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THE MYTH OF THE WRITER, AND THE FANTASY THEREOF

Last night a friend and I were having a discussion regarding Myth and Fantasy on his Facebook page. Since this is a subject I have much studied and long thought about I decided I would post my reply to his discussion on this page. So here is my summation of some of the more salient differences, and some of the basic similarities, between Fantasy and Myth.
This is in the form of my Facebook page response, of course, but later I will create an essay out of this and related material I have written in the past on the same subjects.

 

SOME OF THE DIFFERENCES AND SIMILARITIES BETWEEN FANTASY AND MYTH

To me it mostly depends on if you’re writing Myth or Fantasy.

Myth, such as Tolkien wrote is filled with footnotes and endnotes and much of Tolkien’s myth refers directly to real world history or is a thinly veiled modification of it, just as Classical myth is, e.g.. Homer and Virgil.

The Black Gate is a modification of the Iron Gate of the Byzantines, Rohan was a modification of a real place and people, etc..

If it is fantasy it might also contain heavy historical elements, but they are greatly modified and changed significantly. In that kind of fantasy (swords and sorcery fantasy) magic is more important than myth, the supernatural more important than technology or realism, story more important than history, and character more important than culture (typically).

Tolkien for instance created very realistic cultures and landscapes that were well developed enough to imagine living in, or wanting to live in. Howard, with Conan (fantasy), created heavily modified versions of semi-realistic, but mostly underdeveloped proto-human cultures that few if any would really want to love in. Same with Moorcock (another fantasy writer). A lot of underlying history and myth in both Howard and Moorcock, no real admirable cultures or worlds to live in. No real higher mythic and spiritual content, a lot more grunt-work and gritty adventure and survival.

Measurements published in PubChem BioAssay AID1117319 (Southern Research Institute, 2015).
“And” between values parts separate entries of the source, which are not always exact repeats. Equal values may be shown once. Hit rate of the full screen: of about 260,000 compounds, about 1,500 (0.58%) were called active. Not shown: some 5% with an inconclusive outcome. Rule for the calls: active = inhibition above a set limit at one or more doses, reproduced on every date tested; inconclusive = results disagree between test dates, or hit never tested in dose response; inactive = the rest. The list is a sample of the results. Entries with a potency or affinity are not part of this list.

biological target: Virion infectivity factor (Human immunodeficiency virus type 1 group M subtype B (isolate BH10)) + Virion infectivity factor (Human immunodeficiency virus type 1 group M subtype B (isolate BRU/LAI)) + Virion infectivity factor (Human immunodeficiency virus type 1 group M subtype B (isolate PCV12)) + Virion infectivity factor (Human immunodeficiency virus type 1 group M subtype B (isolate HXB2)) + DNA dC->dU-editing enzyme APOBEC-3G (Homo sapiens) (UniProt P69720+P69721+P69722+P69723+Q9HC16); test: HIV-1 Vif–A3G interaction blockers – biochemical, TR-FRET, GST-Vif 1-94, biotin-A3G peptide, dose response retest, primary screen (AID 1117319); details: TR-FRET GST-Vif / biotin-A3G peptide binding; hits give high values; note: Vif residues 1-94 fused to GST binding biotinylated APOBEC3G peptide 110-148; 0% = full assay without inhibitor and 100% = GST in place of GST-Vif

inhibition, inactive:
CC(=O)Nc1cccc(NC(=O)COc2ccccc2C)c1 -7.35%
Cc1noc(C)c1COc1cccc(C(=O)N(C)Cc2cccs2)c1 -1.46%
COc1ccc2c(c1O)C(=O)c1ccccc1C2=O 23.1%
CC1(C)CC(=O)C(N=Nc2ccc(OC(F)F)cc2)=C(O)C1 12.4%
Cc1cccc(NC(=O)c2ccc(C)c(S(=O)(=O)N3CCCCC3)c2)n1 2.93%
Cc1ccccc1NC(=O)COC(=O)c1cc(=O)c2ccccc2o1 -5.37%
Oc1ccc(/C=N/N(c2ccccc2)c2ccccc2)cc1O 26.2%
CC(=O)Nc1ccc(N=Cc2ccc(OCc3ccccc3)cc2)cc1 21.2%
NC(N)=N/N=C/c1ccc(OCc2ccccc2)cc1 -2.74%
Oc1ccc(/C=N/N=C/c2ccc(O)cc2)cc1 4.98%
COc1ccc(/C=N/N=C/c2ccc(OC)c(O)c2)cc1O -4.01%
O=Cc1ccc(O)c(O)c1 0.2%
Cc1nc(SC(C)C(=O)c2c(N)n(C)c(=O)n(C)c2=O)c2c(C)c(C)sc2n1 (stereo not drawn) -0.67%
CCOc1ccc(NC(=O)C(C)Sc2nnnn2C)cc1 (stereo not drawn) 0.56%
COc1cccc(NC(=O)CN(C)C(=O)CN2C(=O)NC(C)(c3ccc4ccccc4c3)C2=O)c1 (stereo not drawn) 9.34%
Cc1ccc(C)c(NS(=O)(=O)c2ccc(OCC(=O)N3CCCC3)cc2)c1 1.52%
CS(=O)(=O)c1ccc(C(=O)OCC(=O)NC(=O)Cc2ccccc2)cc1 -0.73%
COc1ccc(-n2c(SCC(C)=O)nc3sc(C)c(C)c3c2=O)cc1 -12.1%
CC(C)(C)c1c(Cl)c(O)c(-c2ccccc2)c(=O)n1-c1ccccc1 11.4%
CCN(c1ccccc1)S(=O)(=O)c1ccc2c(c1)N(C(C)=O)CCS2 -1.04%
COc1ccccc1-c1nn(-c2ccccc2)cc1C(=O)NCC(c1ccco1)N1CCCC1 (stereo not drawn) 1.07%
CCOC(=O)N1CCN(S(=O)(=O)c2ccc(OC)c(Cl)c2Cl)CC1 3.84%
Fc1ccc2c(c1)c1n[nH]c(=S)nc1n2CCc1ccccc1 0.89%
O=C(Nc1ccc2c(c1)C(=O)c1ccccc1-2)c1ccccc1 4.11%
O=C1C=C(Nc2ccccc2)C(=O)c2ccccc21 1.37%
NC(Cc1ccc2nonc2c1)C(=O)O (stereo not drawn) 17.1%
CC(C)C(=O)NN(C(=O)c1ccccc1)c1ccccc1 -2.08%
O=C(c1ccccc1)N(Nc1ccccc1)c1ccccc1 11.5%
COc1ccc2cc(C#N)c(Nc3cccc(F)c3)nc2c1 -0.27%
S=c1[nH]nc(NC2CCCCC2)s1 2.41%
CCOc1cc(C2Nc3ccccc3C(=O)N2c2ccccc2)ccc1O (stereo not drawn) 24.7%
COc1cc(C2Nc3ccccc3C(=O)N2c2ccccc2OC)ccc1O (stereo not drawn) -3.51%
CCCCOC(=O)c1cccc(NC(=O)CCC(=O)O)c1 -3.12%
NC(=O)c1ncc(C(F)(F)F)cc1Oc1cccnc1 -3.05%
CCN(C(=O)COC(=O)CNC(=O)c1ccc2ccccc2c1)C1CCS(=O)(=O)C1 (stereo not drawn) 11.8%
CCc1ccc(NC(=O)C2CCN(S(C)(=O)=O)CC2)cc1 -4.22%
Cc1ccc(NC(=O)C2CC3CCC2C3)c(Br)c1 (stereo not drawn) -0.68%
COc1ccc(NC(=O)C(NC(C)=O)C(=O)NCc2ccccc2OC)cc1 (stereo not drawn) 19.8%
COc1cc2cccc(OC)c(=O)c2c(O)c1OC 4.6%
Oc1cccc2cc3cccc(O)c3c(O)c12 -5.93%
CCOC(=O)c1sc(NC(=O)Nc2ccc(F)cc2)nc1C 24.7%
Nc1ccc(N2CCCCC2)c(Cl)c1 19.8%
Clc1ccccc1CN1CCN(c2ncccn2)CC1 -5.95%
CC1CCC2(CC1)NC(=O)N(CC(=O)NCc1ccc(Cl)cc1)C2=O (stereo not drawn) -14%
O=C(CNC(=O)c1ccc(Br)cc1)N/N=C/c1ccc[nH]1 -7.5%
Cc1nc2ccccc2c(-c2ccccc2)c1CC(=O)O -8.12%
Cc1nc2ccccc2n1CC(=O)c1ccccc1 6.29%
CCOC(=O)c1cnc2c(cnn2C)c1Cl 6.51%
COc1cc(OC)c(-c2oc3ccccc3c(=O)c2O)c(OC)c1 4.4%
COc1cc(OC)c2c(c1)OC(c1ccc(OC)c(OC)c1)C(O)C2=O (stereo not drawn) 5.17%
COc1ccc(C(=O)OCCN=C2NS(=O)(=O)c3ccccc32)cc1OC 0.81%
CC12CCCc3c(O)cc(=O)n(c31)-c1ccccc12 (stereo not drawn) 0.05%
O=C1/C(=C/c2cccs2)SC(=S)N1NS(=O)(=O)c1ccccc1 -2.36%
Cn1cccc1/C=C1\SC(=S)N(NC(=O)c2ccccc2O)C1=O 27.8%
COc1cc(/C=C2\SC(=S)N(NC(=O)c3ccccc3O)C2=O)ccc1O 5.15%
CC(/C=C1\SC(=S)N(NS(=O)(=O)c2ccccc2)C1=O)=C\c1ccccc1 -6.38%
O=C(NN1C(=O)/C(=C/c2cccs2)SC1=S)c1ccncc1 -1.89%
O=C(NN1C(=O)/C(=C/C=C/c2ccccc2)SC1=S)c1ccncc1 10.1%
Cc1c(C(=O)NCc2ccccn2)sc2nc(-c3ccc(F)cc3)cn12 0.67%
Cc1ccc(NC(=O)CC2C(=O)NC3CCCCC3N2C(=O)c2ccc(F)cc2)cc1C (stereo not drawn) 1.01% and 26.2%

I follow that same general pattern. I’m writing a mythic series (The Other World) which is a mix of Byzantine realism and the mythos of Prester John. It is also a retelling of the Fall of Constantinople and the founding of America in mythic form. It has a lot of “high, mythic, poetic, and spiritual content.”
I am writing another series of what I call magic and miracles fantasy which is based on what we now know of pre-historic and proto-human cultures, but the emphasis is not on sweeping myths or great cultures, but on personal adventure, and individual supernatural and magical experience.

(And this is paradoxically why poetry and song so rarely appear in pure fantasy, and when it does, it is almost always of very inferior quality – but in myth really good song and poetry is a primary and necessary component – Beowulf and the Iliad are poetic, in Conan real poetry and song are absent. Real Myth is poetic, by nature. Fantasy is prosaic, comparatively speaking.)

In myth magic is tightly controlled and there is little of it, especially overtly. Magic is underground and few can master it. Magic is an elite force employed by an elite few. In fantasy it is usually ubiquitous yet extremely dangerous and likely always out of control, or completely uncontrolled. In fantasy the elite think they can master magic but it almost always it overmasters them. In myth they often can master magic, be it Gandalf or Wotan, though it always has a price for the greedy and unwise. (Such as Fafnir.)

On the other hand, Conan being a fantasy character and a barbarian and a primal man instinctively knows this about his world, he lives in a supernatural and fantastical environment (not a mythic one) , well above his personal pay-grade. The way to equalize magic is not to make it rare and tightly controlled, like in myth, but to avoid it altogether, or destroy it if possible. In myth magic is really a spiritual force, good or bad, and not easily understood or mastered. In fantasy magic is not a spiritual force, but supernatural nitro-glycerin.)

In myth there are also obviously miraculous and apparently fated events. In fantasy fate is what a man makes of himself.